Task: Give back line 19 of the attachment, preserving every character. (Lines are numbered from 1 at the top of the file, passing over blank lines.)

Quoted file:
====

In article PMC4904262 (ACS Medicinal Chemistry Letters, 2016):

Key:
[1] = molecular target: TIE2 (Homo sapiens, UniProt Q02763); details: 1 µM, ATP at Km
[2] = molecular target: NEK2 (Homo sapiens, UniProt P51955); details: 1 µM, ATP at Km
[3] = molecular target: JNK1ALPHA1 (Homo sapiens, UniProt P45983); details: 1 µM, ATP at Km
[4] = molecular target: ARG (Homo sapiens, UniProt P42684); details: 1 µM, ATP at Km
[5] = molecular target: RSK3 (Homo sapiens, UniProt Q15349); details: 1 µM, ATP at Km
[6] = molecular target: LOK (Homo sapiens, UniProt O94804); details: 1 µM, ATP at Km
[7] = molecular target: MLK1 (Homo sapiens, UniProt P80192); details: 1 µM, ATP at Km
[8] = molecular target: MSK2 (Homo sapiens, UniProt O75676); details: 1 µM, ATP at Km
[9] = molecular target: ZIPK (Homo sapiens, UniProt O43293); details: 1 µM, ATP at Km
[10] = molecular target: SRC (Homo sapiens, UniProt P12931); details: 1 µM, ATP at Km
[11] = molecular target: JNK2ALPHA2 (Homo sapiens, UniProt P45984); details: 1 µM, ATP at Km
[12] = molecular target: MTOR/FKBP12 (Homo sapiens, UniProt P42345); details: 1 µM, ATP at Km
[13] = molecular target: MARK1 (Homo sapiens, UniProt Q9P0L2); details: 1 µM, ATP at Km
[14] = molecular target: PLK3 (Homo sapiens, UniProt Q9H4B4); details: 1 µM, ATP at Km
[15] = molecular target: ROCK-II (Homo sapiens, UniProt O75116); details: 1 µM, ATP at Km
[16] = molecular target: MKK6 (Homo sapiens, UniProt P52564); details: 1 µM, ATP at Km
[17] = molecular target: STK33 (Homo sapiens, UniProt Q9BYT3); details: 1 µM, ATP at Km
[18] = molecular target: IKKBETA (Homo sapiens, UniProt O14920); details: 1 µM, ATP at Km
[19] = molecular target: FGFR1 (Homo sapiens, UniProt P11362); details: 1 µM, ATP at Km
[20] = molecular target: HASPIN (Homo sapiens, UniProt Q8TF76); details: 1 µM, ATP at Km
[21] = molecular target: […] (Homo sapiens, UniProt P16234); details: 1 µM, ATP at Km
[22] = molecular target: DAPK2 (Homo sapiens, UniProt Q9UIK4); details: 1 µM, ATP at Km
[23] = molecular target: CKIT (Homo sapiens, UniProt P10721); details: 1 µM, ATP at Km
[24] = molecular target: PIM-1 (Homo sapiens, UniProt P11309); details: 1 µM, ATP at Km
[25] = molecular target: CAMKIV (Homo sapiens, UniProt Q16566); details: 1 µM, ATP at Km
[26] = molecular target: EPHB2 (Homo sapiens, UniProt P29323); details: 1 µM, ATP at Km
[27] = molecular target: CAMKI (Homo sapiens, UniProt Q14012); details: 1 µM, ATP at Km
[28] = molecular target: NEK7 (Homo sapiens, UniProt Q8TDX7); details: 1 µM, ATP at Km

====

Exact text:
[17] = molecular target: STK33 (Homo sapiens, UniProt Q9BYT3); details: 1 µM, ATP at Km